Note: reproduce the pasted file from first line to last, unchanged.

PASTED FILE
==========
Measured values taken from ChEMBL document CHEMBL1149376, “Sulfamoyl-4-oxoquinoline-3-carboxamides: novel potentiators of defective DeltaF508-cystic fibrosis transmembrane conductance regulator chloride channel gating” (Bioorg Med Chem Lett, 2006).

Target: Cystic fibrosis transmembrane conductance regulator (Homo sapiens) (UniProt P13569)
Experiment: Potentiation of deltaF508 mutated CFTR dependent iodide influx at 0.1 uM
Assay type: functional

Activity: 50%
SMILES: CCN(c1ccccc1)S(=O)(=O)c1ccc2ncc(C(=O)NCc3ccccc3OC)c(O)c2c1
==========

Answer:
Measured values taken from ChEMBL document CHEMBL1149376, “Sulfamoyl-4-oxoquinoline-3-carboxamides: novel potentiators of defective DeltaF508-cystic fibrosis transmembrane conductance regulator chloride channel gating” (Bioorg Med Chem Lett, 2006).

Target: Cystic fibrosis transmembrane conductance regulator (Homo sapiens) (UniProt P13569)
Experiment: Potentiation of deltaF508 mutated CFTR dependent iodide influx at 0.1 uM
Assay type: functional

Activity: 50%
SMILES: CCN(c1ccccc1)S(=O)(=O)c1ccc2ncc(C(=O)NCc3ccccc3OC)c(O)c2c1